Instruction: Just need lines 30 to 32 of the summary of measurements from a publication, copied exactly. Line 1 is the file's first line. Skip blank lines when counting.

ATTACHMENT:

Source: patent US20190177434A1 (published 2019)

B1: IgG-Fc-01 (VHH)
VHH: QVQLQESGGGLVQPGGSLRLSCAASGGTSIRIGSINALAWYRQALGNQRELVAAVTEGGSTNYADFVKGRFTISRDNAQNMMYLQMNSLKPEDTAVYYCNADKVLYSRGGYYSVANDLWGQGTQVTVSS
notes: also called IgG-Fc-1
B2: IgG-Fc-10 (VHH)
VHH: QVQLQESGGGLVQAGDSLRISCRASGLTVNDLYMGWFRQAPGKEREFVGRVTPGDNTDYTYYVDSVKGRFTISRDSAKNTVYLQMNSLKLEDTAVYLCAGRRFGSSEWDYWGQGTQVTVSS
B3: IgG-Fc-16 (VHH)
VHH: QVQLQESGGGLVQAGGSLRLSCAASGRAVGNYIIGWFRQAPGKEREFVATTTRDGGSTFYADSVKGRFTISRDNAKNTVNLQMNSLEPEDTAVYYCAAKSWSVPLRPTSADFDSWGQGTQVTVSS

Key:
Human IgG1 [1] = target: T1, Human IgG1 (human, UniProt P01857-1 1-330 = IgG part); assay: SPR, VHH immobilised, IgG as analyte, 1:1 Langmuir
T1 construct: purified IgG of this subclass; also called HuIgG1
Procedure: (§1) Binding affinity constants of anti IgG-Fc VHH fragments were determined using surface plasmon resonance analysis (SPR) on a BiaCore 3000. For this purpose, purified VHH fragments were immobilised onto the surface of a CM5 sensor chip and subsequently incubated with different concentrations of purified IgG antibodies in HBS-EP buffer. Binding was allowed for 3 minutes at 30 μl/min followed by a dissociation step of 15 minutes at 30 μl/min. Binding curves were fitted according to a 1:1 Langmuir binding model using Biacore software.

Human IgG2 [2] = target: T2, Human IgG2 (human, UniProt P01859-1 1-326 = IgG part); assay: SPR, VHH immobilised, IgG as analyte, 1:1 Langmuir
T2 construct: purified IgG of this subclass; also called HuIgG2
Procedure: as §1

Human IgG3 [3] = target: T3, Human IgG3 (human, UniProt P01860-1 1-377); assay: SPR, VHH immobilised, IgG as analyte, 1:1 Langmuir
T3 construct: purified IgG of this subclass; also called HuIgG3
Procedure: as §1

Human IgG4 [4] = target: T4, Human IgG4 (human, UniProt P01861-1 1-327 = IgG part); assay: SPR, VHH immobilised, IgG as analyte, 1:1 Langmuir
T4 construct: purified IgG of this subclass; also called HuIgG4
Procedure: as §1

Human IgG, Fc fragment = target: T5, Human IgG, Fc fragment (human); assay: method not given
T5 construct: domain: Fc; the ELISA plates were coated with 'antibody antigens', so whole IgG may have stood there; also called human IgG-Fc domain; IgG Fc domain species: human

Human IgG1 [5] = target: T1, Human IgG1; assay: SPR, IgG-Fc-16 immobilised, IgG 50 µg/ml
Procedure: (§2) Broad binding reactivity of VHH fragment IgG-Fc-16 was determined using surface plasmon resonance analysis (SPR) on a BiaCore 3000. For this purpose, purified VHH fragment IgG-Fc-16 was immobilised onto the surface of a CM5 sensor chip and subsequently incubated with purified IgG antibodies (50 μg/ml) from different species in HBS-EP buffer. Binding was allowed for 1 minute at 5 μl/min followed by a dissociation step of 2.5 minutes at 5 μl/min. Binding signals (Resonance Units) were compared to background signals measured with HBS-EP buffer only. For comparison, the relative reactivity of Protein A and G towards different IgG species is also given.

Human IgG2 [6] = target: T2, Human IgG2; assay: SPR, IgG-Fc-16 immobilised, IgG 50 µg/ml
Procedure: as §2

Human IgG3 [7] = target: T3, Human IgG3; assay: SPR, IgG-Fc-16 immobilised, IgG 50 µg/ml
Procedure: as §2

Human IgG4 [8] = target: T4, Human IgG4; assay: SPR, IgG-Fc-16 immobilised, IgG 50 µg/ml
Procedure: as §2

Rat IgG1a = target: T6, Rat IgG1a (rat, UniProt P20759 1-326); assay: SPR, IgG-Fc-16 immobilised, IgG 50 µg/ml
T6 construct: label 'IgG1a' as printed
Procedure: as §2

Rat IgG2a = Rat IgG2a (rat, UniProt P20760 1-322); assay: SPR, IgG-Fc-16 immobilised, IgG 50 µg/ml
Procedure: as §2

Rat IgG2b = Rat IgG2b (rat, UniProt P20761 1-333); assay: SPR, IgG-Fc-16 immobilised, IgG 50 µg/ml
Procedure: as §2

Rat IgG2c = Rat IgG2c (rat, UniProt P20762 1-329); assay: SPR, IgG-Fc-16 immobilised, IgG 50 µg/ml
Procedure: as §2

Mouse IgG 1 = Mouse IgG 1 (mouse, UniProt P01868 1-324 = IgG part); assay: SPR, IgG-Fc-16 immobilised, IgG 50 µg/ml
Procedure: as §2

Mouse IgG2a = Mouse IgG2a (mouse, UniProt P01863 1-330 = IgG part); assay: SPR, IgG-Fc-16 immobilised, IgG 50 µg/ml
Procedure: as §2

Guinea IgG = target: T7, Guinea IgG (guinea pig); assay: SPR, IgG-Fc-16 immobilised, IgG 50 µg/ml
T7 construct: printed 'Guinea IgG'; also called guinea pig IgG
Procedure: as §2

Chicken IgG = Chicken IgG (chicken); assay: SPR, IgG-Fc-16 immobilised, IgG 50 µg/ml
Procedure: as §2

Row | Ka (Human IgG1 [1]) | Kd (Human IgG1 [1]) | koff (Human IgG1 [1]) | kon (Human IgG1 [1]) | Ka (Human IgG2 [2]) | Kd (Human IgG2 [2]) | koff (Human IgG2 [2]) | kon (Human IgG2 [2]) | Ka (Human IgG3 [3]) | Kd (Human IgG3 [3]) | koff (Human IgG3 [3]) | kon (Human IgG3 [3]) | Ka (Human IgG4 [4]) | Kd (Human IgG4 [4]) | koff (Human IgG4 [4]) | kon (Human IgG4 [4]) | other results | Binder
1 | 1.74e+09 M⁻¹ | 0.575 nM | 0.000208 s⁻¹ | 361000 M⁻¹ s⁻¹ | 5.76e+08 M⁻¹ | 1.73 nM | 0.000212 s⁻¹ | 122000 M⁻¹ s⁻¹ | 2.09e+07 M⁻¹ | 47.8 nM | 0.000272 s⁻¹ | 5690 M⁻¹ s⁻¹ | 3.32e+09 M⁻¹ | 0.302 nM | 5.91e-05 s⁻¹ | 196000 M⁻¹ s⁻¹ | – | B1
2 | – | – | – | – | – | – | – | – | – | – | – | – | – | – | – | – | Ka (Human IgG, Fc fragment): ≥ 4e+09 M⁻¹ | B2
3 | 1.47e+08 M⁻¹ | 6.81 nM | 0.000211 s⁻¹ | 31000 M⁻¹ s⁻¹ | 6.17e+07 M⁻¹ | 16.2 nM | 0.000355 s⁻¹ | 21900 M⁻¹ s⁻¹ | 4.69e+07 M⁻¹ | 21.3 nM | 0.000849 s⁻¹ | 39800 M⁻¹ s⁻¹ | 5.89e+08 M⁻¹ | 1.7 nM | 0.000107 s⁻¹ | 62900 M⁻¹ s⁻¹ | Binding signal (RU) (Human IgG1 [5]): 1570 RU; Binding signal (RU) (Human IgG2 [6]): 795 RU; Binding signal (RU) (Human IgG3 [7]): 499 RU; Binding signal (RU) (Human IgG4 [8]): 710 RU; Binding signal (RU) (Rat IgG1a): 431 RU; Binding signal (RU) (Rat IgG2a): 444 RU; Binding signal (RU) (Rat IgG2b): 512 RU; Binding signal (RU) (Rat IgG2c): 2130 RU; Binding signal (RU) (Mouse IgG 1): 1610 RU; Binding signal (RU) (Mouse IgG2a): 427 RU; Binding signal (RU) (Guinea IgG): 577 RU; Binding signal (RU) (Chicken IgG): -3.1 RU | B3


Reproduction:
Human IgG4 [8] = target: T4, Human IgG4; assay: SPR, IgG-Fc-16 immobilised, IgG 50 µg/ml
Procedure: as §2

Rat IgG1a = target: T6, Rat IgG1a (rat, UniProt P20759 1-326); assay: SPR, IgG-Fc-16 immobilised, IgG 50 µg/ml